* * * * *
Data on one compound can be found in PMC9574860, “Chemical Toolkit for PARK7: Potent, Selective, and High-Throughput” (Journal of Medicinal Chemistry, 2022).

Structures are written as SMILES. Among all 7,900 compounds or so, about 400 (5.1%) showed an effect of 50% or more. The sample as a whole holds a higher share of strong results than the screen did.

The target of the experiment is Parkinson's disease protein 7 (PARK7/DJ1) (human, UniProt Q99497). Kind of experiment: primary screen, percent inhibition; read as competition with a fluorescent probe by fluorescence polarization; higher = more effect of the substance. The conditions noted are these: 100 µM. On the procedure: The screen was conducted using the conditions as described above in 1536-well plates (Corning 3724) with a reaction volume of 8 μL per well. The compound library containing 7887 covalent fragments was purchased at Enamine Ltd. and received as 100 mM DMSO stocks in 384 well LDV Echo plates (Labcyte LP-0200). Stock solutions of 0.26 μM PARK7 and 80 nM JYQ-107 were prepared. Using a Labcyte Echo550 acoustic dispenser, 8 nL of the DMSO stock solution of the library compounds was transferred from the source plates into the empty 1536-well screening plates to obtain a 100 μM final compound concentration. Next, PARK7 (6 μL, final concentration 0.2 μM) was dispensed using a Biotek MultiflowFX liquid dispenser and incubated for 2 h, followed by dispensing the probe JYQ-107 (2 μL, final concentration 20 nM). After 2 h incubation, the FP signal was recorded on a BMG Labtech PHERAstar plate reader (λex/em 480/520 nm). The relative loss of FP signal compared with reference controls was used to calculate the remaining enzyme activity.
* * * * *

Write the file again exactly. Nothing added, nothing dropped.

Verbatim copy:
Data on one compound can be found in PMC9574860, “Chemical Toolkit for PARK7: Potent, Selective, and High-Throughput” (Journal of Medicinal Chemistry, 2022).

Structures are written as SMILES. Among all 7,900 compounds or so, about 400 (5.1%) showed an effect of 50% or more. The sample as a whole holds a higher share of strong results than the screen did.

The target of the experiment is Parkinson's disease protein 7 (PARK7/DJ1) (human, UniProt Q99497). Kind of experiment: primary screen, percent inhibition; read as competition with a fluorescent probe by fluorescence polarization; higher = more effect of the substance. The conditions noted are these: 100 µM. On the procedure: The screen was conducted using the conditions as described above in 1536-well plates (Corning 3724) with a reaction volume of 8 μL per well. The compound library containing 7887 covalent fragments was purchased at Enamine Ltd. and received as 100 mM DMSO stocks in 384 well LDV Echo plates (Labcyte LP-0200). Stock solutions of 0.26 μM PARK7 and 80 nM JYQ-107 were prepared. Using a Labcyte Echo550 acoustic dispenser, 8 nL of the DMSO stock solution of the library compounds was transferred from the source plates into the empty 1536-well screening plates to obtain a 100 μM final compound concentration. Next, PARK7 (6 μL, final concentration 0.2 μM) was dispensed using a Biotek MultiflowFX liquid dispenser and incubated for 2 h, followed by dispensing the probe JYQ-107 (2 μL, final concentration 20 nM). After 2 h incubation, the FP signal was recorded on a BMG Labtech PHERAstar plate reader (λex/em 480/520 nm). The relative loss of FP signal compared with reference controls was used to calculate the remaining enzyme activity.